Din-Panah or “Asylum of Faith” was the city of Delhi founded by the second Mughal Emperor, Humayun in August, 1533. Humayun was an expert in astrology and is considered that it was him who chose the date for beginning of the construction of the city.
The site was chosen because it was located next to the river Yamuna and its water could be easly diverted to the moat of the fort. However, Humayun was not the first to select this particular site for habitation. Centuries ago, the same site was used for settlement. A village that existed in this area was known as the “Indarpat” and was identified with the famous “Indraprastha” mentioned in the Mahabharata.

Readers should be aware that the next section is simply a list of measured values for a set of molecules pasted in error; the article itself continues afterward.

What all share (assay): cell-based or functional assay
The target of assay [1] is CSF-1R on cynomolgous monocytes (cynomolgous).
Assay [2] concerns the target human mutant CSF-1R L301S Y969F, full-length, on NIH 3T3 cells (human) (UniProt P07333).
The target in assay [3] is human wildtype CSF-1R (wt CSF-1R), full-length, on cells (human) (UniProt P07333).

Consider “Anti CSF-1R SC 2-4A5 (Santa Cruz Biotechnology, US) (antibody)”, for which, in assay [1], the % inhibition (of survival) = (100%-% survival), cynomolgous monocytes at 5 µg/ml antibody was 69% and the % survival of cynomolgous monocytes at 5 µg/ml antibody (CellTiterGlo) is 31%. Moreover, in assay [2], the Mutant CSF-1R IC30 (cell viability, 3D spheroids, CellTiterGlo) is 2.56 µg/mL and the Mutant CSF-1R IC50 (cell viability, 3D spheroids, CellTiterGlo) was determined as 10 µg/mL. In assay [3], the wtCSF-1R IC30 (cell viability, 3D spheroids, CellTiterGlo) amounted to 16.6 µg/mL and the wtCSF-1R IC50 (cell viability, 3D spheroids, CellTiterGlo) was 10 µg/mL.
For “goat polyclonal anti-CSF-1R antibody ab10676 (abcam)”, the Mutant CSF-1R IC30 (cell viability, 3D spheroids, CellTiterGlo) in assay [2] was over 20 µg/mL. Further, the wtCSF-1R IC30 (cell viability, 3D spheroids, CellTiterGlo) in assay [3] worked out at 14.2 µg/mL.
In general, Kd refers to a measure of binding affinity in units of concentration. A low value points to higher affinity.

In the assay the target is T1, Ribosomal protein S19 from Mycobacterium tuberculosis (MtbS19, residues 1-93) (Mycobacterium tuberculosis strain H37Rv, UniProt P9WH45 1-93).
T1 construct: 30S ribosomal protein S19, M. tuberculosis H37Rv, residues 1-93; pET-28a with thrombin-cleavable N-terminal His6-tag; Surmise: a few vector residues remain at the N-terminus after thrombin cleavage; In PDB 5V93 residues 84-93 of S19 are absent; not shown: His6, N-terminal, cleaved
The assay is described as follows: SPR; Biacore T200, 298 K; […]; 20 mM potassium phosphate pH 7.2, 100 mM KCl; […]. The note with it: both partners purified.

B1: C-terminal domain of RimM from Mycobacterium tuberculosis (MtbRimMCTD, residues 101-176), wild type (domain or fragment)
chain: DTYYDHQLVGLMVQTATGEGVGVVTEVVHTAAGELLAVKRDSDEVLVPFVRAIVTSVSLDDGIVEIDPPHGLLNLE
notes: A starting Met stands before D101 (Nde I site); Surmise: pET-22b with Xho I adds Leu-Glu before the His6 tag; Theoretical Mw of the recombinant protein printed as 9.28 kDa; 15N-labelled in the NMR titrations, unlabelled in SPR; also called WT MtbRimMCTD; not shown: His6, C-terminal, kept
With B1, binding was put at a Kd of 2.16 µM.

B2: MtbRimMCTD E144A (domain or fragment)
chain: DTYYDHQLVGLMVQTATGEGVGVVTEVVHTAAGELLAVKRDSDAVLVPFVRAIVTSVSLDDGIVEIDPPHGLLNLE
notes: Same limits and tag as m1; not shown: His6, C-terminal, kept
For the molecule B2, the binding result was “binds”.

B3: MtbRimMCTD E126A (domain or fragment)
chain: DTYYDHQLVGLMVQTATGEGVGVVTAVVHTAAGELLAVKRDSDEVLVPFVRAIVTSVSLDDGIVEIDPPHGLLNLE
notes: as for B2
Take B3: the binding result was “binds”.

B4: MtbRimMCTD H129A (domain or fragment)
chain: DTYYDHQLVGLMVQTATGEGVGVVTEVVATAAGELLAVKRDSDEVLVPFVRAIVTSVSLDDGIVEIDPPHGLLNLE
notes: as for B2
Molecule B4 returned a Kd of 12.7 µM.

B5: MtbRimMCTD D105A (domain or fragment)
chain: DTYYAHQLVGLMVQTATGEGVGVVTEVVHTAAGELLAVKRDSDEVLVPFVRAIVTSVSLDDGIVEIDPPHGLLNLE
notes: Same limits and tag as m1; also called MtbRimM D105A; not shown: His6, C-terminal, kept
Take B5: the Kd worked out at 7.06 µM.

In 1540, Humayun lost the battle of Kannauj and his empire passed on to the victorious Afghan leader, Sher Shah Suri. Humayun was thus, exiled from Hindustan for 15 years before he regained his lost realm in 1555. During his exile, he took refuge in the court of Shah Tahmasp of Persia. The latter agreed to grant Humayun military aid on the condition that the Sunni Mughal Emperor embraces Shiasm. Humayun accepted Shah’s terms and was thus given military support to regain the long lost Mughal Empire. Humayun did not live long and passed away after six months of regaining his empire. Humayun’s life was full of fits and starts and likewise was his death, which was due to his stumbling down the staircase.